Soon after being re-elected in June, Conservative MP Ranil Jayawardena let his constituents know he would not be using Twitter anymore, ‘because it has become a platform full of trolls, extremists and worse’, which he felt was producing a climate of fear for his colleagues and his constituents.

Not fit-for-purpose
Social media companies are not the enemy here; the problem is that these platforms received an average of 10,000 messages every day, while others received fewer than five a day. This obviously presents huge potential inconsistencies between MPs’ abilities to respond to members of the public using this medium. Political engagement online is not functioning in a manageable or societally beneficial way.

Joined-up approach
No one party can – or should – be responsible for this, and so BCS and Demos are calling for a cross-party allegiance to work with existing social media platforms to improve their offerings. A solution to the current situation would be a purpose-built platform established to facilitate meaningful and effective political engagement online. BCS and Demos have written to all mainstream political parties asking them to work with us and each other to address the issue.

Online political engagement is here to stay, and questions around how well it is serving our political process will only increase over time. We now have the chance to get ahead; to give proper consideration to how the situation can be improved and make IT better for society.

Make the Web Better for Everyone

The Web has serious problems: peddler of unreliable information, haven for criminals, spawning ground for irrational conspiracy fears, and tool for destructive people to broadcast their violence in real time and with posted recordings.

No doubt your list of Web pathologies is different from mine. But surely you agree that the Web disappoints as much as it delights.

Now the hard part—what to do about it?

Starting over is impossible. The Web is the ground of our global civilization, a pillar of contemporary existence. Even as we complain about the excesses and shortcomings of the Web, we can’t survive without it.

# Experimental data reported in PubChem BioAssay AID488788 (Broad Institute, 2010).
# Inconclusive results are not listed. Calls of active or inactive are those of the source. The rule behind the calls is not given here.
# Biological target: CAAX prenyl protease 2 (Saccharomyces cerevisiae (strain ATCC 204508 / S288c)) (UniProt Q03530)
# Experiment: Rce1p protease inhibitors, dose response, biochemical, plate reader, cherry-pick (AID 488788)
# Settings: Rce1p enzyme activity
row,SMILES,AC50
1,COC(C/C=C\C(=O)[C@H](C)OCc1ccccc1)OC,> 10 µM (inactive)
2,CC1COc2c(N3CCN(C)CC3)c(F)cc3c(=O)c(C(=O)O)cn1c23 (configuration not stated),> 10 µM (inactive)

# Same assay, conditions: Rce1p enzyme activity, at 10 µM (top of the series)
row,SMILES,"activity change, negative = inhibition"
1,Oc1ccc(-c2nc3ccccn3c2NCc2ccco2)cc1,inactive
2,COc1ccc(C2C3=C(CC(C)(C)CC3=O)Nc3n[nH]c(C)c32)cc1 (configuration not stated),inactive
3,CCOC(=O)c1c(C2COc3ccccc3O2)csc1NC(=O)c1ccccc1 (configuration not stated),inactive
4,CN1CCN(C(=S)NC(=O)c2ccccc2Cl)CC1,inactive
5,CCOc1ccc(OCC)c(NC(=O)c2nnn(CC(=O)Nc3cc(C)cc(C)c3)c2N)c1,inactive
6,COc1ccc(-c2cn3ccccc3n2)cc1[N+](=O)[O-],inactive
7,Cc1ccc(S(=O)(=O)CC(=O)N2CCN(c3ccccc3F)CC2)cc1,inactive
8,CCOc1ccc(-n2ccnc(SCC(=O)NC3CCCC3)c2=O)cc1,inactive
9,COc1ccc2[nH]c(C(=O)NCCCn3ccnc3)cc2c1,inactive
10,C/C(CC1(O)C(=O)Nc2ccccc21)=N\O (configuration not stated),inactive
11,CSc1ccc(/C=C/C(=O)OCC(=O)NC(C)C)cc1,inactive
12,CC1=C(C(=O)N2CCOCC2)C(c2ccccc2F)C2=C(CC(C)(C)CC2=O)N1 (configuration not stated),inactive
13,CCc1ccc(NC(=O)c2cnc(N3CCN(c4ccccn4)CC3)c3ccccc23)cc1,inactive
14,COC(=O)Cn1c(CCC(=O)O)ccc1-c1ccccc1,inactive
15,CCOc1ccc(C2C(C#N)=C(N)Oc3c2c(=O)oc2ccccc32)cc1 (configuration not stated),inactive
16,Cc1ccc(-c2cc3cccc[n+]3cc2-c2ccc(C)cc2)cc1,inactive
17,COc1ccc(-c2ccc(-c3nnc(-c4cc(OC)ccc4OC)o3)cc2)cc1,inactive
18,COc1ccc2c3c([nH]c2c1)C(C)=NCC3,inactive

For engineers and technovisionaries, the solution flows from an admirable U.S. tradition: building a better mousetrap.

For redesigners of the broken Web, the popular impulse is to expand digital freedom by creating a Web so decentralized that governments can’t censor it and big corporations can’t dominate.

However noble, the freedom advocates fail to account for a major class of vexations arising from anonymity, which allows, say, Russian hackers to pose as legitimate tweeters and terrorist groups to recruit through Facebook pages.

To be sure, escape from government surveillance through digital masks has benefits, yet the path to improved governance across the world doesn’t chiefly lie with finding more clever ways to hide from official oppression. More freedom, ultimately, will only spawn more irresponsible, harmful behavior.

If more freedom and greater privacy won’t cure what ails the Web, might we consider older forms of control and the cooperation of essential public services?

In the 19th century, railroads gained such power over the lives of cities and towns across the United States that norms, rules, and laws emerged to impose a modicum of fairness on routes, fares, and services. Similarly, in the 20th century, the Bell telephone network, having gained a “natural” monopoly, came under the supervision of the U.S. government. So did the country’s leading computer company, IBM.